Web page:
At PAX South this week, I noticed the US Army had set up a recruitment station. The Air Force had done the same thing the last year or two with their high-speed carnival ride. I’ve laughed a bit at them because they’re showing up the one part of the Air Force incredibly few if any of those recruits will ever do. Army does it better. They had a few cool Army toys like the FGM-148 Javelin, which unlike our sister service, is a tool any recruit could easily find themselves using if they had any desire to volunteer for that sort of duty.
Like many veteran gamers, I swung by to pay my respects to my Active Duty brethren and chat a bit about the state of the current geopolitics. I also run a non-profit to help vets transition out of the service, so I wanted to make sure to let them know about those resources in case anyone needed them. Also, sometimes it’s just nice to relax around those who understand you in a way few others ever really could.
It turns out, Army wasn’t just recruiting. They were also showing off some of their own software development activity and I was in for a real treat. To begin with, the Army has started developing a number of educational tools to help teachers in the STEM field. One being shown at PAX South was their Elements, which is a suite of games for kids to play that teaches the periodic table and about molecular compounds. You can learn more about that software at the official site.
It turns out that the contracting officer and program manager were both at the event, so I also learned about some of the work that’s coming down the pipe. Another offering from the US Army STARS catalogue that’s making its way out will be a game focusing on biology and human physiology. The Army hopes this will encourage more kids to become interested in the medical sciences, which we need more of in the US in general, but which will also generate increased interest in medical MOSs (Military Occupational Specialties) in the Army as a by-product.
SAIC wasn’t just hired to work on these smaller STEM projects, though. I also found out that there’s an America’s Army sequel in development, though with no targeted release date yet. For mil-sim fans, this is big news because while AA was never quite as polished as it’s contemporaries, it was a game that focused heavily on accurately representing the feel and functionality of weapons as best they were able. Because many of these weapons could actually be touched and studied personally by the developers, we got a very accurate sense of how they would be used in real life.
Of course, there was also the inclusion of real Army ranks and commendations, which I liked because it introduced more people to a part of Army culture to which they wouldn’t normally be exposed. I think it’s a good thing when a civilian can spot a Soldier and greet him by rank or see a ribbon rack and have a better understanding of what those various awards indicate.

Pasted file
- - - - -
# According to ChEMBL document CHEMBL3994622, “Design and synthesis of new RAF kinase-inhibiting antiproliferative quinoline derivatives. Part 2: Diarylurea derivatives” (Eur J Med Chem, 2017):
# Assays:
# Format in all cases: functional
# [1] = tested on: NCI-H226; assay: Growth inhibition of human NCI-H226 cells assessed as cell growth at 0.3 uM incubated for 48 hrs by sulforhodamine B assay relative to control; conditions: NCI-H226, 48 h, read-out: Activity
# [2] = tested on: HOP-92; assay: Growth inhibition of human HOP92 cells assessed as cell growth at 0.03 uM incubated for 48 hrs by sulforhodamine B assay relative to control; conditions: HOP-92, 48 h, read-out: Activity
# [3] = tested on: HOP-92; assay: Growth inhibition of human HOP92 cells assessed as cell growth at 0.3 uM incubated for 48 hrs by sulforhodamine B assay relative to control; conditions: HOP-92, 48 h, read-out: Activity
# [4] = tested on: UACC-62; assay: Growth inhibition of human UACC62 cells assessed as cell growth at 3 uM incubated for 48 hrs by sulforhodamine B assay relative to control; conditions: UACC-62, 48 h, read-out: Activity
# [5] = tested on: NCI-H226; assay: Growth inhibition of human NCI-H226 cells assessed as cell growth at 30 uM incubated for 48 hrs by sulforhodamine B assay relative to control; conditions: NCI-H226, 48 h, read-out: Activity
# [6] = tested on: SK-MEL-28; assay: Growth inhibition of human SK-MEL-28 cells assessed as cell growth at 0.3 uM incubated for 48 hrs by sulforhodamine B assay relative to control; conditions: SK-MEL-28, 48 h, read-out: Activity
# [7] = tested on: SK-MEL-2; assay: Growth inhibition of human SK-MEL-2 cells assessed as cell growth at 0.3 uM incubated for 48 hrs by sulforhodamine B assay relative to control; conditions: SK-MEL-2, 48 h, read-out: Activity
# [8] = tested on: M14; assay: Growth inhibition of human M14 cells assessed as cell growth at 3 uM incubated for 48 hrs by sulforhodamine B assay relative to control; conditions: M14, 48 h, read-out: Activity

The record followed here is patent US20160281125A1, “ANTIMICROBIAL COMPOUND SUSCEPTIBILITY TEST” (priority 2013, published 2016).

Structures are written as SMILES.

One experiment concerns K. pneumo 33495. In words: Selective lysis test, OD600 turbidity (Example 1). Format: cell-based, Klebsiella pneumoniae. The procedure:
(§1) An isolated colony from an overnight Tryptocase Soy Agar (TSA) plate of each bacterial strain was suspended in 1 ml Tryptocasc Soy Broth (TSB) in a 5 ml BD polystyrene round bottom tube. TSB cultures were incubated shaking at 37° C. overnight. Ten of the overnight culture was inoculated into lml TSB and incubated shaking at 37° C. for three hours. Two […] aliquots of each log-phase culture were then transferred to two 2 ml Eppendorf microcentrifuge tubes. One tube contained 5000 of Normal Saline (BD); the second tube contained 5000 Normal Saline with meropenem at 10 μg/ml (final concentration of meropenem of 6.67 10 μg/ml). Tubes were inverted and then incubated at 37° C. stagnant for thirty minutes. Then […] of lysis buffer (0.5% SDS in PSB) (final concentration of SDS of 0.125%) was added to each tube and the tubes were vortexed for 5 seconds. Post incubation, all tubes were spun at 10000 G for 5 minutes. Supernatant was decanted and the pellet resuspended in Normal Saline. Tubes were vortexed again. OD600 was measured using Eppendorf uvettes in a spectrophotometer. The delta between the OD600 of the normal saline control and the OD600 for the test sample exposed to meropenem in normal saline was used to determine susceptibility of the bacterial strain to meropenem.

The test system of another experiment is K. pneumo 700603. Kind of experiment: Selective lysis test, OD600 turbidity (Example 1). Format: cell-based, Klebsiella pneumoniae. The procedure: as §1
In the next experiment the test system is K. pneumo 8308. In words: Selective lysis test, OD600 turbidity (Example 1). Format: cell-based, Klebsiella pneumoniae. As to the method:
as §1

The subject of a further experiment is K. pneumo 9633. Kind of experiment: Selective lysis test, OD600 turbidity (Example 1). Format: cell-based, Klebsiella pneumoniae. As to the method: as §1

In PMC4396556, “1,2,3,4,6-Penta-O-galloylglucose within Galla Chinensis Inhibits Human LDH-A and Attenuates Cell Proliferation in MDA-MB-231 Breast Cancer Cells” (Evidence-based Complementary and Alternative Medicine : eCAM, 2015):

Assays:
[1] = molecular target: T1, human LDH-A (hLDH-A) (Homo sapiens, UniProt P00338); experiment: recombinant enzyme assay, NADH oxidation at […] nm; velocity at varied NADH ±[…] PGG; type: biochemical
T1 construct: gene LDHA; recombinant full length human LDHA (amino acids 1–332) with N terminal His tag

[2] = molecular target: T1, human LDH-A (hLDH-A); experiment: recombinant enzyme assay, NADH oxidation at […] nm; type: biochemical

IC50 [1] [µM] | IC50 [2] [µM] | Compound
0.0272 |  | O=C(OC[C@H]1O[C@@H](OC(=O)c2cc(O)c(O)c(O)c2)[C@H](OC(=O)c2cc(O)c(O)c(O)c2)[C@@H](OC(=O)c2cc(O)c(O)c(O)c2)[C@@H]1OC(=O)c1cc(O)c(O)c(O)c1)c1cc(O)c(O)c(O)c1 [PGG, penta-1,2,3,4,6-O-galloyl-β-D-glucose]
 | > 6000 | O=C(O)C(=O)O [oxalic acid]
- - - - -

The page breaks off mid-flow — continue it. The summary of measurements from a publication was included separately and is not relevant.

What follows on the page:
America’s Army is also clearly a good recruiting tool, though those I spoke with were very quick to point out that they go out of their way to minimize that aspect of it. Nothing in the game directs you to a recruiter or even encourages you to talk to one. The idea is that if you’re interested in some form of military service, AA just gives you a familiarity with the Army that might help you to choose that branch of service.
As a veteran, I’m much less worried about the game coming off as a recruitment tool. My time in the Army included some of the best parts of my life. I have a multitude of friends and colleagues I once served with and am still close with years after completing my enlistment. I also have been able to take advantage of a number of the fantastic benefits my State and our country affords veterans.
There are less obvious benefits, too. One of the most important is that I separated with skills and a resume into an industry that needed me badly. I’ve made a fantastic living thanks to the opportunities I was presented with through my time in the Army. I’m fine with trying to encourage more people to take advantage of those opportunities like I did, and while those supporting and building America’s Army are cautious about connecting those dots, I’m most definitely not.
I’m going to see what I can do about making contact with the Program Office responsible for the project and ensuring I have the chance to get the occasional update about the effort. I played America’s Army quite a bit when I was a young Soldier, and I’d be really interested to see what they can do with the new tools available in newer engines. In the wake of fairly limp offerings from games in the Battlefield and Call of Duty franchises, a really good non-arcade-like military game could do pretty well.
Just cross your fingers that it moves at a better pace than most government projects!